Big climate-modeling experiment predicts disaster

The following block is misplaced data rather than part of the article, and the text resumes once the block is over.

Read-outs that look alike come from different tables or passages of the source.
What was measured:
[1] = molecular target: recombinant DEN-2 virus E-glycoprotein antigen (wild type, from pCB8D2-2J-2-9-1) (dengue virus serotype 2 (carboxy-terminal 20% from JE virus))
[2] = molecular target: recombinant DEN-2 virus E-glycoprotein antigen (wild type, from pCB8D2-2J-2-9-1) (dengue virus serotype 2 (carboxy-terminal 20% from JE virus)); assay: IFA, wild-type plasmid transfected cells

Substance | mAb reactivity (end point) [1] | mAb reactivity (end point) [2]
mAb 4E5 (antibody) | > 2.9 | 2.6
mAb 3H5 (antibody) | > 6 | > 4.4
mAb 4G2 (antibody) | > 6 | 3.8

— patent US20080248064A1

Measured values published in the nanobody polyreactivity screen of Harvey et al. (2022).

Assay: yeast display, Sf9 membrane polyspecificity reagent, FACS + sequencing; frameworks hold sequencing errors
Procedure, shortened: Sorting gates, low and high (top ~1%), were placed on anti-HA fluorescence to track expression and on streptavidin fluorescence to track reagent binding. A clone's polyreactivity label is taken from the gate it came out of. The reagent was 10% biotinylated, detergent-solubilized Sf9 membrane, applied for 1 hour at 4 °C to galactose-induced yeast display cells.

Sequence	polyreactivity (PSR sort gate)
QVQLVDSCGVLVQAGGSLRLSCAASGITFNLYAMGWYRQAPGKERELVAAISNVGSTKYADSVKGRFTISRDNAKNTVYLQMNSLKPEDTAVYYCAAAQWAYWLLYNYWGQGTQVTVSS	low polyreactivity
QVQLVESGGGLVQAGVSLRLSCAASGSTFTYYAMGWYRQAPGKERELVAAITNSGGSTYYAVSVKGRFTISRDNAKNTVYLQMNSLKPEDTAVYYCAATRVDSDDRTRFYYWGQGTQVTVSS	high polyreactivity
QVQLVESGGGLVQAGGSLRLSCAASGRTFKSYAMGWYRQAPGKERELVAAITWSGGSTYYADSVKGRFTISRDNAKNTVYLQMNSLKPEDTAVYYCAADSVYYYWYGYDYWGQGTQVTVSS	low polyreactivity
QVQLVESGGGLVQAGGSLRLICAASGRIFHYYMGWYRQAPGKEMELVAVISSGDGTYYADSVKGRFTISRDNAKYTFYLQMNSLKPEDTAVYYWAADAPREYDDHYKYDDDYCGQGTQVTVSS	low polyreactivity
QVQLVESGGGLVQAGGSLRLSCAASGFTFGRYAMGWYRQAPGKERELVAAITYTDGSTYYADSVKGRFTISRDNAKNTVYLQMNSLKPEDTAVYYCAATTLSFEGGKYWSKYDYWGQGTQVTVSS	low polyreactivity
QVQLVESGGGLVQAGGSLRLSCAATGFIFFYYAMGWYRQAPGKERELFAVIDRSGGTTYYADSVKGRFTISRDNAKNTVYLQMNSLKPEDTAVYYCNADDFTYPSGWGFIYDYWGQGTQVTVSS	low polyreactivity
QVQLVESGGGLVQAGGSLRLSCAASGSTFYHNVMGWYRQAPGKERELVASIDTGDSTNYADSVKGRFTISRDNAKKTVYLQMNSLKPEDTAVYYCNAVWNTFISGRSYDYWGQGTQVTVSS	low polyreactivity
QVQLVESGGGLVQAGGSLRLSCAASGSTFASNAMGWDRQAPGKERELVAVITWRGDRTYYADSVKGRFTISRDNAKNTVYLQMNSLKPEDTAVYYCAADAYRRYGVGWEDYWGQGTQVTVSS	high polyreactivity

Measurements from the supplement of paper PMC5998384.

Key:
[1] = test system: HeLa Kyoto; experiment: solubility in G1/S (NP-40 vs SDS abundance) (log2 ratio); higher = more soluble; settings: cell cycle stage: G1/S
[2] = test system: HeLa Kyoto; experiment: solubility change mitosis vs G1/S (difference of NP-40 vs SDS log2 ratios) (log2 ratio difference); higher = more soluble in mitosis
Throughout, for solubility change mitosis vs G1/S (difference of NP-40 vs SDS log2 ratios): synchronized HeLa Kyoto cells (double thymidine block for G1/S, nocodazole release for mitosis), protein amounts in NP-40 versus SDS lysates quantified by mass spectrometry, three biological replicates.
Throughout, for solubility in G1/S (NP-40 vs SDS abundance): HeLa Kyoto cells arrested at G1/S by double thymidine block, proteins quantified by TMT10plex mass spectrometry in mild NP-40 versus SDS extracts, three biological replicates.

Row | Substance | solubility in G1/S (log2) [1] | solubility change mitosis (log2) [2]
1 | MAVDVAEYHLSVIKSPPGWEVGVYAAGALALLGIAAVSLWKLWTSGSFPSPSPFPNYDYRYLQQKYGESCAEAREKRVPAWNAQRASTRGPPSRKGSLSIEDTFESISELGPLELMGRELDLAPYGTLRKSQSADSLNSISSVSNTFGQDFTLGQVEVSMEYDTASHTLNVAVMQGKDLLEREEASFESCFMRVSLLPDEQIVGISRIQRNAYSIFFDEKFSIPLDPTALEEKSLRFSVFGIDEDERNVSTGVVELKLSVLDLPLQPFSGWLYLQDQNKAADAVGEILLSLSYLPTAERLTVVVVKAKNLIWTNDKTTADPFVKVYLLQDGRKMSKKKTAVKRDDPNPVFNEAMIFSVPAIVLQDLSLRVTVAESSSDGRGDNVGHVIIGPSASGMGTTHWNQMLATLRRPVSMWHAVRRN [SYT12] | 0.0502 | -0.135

A worldwide, collaborative climate-modeling study has produced its first results, and the news is not good. More than 95,000 volunteers from 150 countries participated in the study by downloading a program, run as a screensaver, which created slightly different climate simulations on each computer and sent them back to researchers. The distributed effort exceeded the processing power of any existing supercomputer and logged the equivalent of more than 8,000 years of computer time in just 16 months. The models generated by the study suggest that when CO2 concentrations in the atmosphere reach twice pre-industrial levels — a point that the Intergovernmental Panel on Climate Change has pegged at roughly mid-century — global increases in temperature ranging from 3.6 to 19.8 degrees Fahrenheit will follow close behind. This is roughly twice the increase predicted by previous studies. Said lead project scientist David Stainforth, “When you start to look at these temperatures, I get very worried indeed.”